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  • August 26, 2014

    INPROL BLOG: Article Review - Local Accounts of Rule of Law Aid: Implications for Donors by Pip Nicholson and Sally Low

    Academics Pip Nicholson and Sally Low presented their research from Vietnam and Cambodia in a recent article titled “Local Accounts of Rule of Law Aid: Implications for Donors” (Hague Journal on the Rule of Law, March 2013). The authors offer insights into rule of law reform and legal technical assistance, and ponder an obvious, yet often forgotten question: what do “local” actors think about foreign assistance and its providers? They explore who the rule of law reform agenda belongs to (i.e. international or national actors) and why. Nicholson and Low also ask donors what they think about their own work and local counterparts.

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  • August 25, 2014

    Strategic Snapshots: Hybrid Insecurity

    A new International Institute for Strategic Studies (IISS) research programme explores the threats to long-term development posed by complex security challenges. Virginia Comolli elaborates on the ‘hybrid insecurity’ confronting many developing countries, including the Boko Haram insurgency troubling Africa’s largest economy, instability posed by rapid urbanisation, and the role of organised criminal networks as surrogate providers of public services.

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  • August 22, 2014

    How Can We Get Better at Promoting Active Citizenship? Lessons from Ten Case Studies

    Lessons on Programme Design: Duncan Green of Oxfam shares highlights from from his paper "Active Citizenship," providing an overview of the patterns that emerged across ten case studies, from which partners are indispensable, to the importance of broad alliances and coalitions. Sections of interest include Lessons on Program Design, Choosing Promising Targets, and Challenges and Weaknesses.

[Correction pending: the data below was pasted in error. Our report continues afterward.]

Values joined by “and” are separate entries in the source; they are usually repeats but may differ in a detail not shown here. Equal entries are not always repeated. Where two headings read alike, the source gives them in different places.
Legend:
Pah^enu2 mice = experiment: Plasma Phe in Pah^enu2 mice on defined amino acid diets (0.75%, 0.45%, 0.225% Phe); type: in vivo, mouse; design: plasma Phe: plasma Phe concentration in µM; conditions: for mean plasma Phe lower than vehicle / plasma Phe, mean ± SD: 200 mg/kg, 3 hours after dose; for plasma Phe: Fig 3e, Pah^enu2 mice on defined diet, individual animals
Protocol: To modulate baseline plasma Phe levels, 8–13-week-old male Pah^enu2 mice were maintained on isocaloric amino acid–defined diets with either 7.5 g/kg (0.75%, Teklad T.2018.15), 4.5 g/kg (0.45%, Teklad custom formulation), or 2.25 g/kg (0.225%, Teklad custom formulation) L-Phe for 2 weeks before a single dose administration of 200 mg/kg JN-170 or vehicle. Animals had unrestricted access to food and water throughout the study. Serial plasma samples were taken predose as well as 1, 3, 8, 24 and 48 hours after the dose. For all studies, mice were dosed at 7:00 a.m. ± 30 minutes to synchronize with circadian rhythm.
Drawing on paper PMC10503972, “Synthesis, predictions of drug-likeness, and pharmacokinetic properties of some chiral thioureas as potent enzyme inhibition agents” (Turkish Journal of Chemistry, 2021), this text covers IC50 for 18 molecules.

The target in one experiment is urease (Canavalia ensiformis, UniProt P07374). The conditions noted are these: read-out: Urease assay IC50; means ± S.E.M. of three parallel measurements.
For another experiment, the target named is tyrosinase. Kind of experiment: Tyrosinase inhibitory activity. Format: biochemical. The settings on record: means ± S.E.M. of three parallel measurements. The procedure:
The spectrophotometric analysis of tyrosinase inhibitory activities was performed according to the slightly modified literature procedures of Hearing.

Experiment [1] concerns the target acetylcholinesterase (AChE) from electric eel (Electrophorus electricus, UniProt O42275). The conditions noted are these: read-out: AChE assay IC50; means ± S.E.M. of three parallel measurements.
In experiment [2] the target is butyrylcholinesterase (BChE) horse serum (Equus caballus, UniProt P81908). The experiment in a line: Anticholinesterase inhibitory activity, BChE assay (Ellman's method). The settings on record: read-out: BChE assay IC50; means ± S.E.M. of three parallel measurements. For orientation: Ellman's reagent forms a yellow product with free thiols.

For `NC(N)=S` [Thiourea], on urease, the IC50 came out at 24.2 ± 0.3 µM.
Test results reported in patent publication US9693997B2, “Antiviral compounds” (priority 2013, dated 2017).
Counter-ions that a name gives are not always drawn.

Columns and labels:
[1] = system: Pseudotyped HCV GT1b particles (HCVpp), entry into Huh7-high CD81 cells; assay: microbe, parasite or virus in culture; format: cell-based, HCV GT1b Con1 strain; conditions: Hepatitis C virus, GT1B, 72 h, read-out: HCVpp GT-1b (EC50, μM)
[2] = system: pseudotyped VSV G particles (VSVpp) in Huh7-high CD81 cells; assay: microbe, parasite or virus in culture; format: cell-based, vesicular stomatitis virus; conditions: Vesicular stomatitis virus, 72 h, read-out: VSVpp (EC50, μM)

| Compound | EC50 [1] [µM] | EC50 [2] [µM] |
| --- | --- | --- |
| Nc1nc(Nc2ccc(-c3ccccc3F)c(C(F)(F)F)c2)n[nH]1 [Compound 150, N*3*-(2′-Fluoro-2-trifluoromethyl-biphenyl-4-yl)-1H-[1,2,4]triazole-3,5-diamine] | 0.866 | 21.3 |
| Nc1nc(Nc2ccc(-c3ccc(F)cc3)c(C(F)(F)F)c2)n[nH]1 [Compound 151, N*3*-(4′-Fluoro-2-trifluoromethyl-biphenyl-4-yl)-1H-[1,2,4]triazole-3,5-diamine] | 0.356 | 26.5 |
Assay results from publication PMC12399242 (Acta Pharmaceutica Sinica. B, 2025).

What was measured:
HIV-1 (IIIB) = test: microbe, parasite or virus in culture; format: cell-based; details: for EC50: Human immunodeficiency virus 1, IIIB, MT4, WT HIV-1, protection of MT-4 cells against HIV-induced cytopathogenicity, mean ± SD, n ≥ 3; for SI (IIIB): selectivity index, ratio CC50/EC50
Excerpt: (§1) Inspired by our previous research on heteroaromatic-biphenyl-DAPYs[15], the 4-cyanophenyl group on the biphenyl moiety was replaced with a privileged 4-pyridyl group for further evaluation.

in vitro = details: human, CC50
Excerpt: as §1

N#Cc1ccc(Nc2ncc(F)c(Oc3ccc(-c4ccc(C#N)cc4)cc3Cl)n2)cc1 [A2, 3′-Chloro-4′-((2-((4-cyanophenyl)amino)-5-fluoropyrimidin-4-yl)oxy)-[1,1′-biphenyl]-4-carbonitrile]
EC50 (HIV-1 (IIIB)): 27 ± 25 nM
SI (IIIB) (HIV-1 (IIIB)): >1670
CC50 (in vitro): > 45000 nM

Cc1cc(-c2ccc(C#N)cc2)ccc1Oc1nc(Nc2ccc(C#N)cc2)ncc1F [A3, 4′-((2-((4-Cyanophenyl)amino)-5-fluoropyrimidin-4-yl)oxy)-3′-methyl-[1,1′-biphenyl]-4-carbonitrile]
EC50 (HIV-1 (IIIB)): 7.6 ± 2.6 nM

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  • August 22, 2014

    Opinio Juris BLOG: Emerging Voices: Protecting the World’s Children: R2P and Measures Less-Than-Force

    Children are among the most vulnerable during armed conflict.  The existence of special protections for children in the 1949 Geneva Conventions, and the existence of the Convention on the Rights of the Childand the Optional Protocol to the Convention on the Rights of the Child on the Involvement of Children in Armed Conflict, all attest to the special vulnerability of children.  The security of children during armed conflict has even been recognised by the Security Council as being a matter of international peace and security (see for example: SCR 1261, SCR 1314, SCR 1379).  Given the importance of protecting children and other vulnerable groups during armed conflict, does the concept of the Responsibility to Protect (‘R2P’) clarify the principles governing international responses to atrocity crimes?

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  • August 21, 2014

    IN BRIEF: Rule of Law News from Around the World

    Burundi: More than 150 refugees, most of them women and children, were killed and more than 100 others injured, on August 13, 2004, at Gatumba, in one of the worst ethnically targeted attacks in Burundi since the 1990s. The leaders of the armed group that claimed responsibility have not been brought to justice.